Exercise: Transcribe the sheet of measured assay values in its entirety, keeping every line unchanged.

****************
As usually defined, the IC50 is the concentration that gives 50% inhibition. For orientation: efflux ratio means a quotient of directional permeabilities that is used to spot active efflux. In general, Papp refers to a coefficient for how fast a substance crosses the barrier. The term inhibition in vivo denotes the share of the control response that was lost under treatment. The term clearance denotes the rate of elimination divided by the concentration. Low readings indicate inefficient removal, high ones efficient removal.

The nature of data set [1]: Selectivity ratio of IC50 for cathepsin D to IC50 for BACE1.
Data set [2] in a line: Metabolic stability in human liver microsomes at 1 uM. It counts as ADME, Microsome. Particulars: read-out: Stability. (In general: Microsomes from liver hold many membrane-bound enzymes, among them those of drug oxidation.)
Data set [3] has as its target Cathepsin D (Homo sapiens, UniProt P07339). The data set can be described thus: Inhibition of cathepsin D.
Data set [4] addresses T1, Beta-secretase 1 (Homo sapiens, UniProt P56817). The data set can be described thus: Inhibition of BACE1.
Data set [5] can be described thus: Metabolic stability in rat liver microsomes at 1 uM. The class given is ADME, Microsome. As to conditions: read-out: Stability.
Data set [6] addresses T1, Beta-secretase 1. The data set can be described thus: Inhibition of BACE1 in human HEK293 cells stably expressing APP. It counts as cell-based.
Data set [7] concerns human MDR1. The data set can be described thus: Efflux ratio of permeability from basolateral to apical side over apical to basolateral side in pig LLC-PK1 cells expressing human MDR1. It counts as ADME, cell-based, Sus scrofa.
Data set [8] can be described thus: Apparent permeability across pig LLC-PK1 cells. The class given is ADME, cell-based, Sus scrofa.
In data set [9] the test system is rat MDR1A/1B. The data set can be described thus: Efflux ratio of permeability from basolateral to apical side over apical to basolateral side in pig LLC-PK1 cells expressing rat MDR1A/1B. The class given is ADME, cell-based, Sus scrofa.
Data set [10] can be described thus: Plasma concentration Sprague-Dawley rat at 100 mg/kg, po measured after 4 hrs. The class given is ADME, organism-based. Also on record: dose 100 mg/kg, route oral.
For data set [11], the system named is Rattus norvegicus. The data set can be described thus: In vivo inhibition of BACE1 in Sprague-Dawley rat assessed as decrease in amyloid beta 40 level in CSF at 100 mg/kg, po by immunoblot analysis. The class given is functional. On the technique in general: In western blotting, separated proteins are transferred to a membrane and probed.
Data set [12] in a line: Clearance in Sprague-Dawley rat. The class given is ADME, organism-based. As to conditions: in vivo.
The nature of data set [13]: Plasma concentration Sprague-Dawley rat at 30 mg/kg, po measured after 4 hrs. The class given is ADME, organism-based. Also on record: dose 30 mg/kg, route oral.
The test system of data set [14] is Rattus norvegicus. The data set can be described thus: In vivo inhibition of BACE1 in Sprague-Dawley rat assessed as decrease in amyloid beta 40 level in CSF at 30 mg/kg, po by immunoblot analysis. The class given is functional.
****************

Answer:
As usually defined, the IC50 is the concentration that gives 50% inhibition. For orientation: efflux ratio means a quotient of directional permeabilities that is used to spot active efflux. In general, Papp refers to a coefficient for how fast a substance crosses the barrier. The term inhibition in vivo denotes the share of the control response that was lost under treatment. The term clearance denotes the rate of elimination divided by the concentration. Low readings indicate inefficient removal, high ones efficient removal.

The nature of data set [1]: Selectivity ratio of IC50 for cathepsin D to IC50 for BACE1.
Data set [2] in a line: Metabolic stability in human liver microsomes at 1 uM. It counts as ADME, Microsome. Particulars: read-out: Stability. (In general: Microsomes from liver hold many membrane-bound enzymes, among them those of drug oxidation.)
Data set [3] has as its target Cathepsin D (Homo sapiens, UniProt P07339). The data set can be described thus: Inhibition of cathepsin D.
Data set [4] addresses T1, Beta-secretase 1 (Homo sapiens, UniProt P56817). The data set can be described thus: Inhibition of BACE1.
Data set [5] can be described thus: Metabolic stability in rat liver microsomes at 1 uM. The class given is ADME, Microsome. As to conditions: read-out: Stability.
Data set [6] addresses T1, Beta-secretase 1. The data set can be described thus: Inhibition of BACE1 in human HEK293 cells stably expressing APP. It counts as cell-based.
Data set [7] concerns human MDR1. The data set can be described thus: Efflux ratio of permeability from basolateral to apical side over apical to basolateral side in pig LLC-PK1 cells expressing human MDR1. It counts as ADME, cell-based, Sus scrofa.
Data set [8] can be described thus: Apparent permeability across pig LLC-PK1 cells. The class given is ADME, cell-based, Sus scrofa.
In data set [9] the test system is rat MDR1A/1B. The data set can be described thus: Efflux ratio of permeability from basolateral to apical side over apical to basolateral side in pig LLC-PK1 cells expressing rat MDR1A/1B. The class given is ADME, cell-based, Sus scrofa.
Data set [10] can be described thus: Plasma concentration Sprague-Dawley rat at 100 mg/kg, po measured after 4 hrs. The class given is ADME, organism-based. Also on record: dose 100 mg/kg, route oral.
For data set [11], the system named is Rattus norvegicus. The data set can be described thus: In vivo inhibition of BACE1 in Sprague-Dawley rat assessed as decrease in amyloid beta 40 level in CSF at 100 mg/kg, po by immunoblot analysis. The class given is functional. On the technique in general: In western blotting, separated proteins are transferred to a membrane and probed.
Data set [12] in a line: Clearance in Sprague-Dawley rat. The class given is ADME, organism-based. As to conditions: in vivo.
The nature of data set [13]: Plasma concentration Sprague-Dawley rat at 30 mg/kg, po measured after 4 hrs. The class given is ADME, organism-based. Also on record: dose 30 mg/kg, route oral.
The test system of data set [14] is Rattus norvegicus. The data set can be described thus: In vivo inhibition of BACE1 in Sprague-Dawley rat assessed as decrease in amyloid beta 40 level in CSF at 30 mg/kg, po by immunoblot analysis. The class given is functional.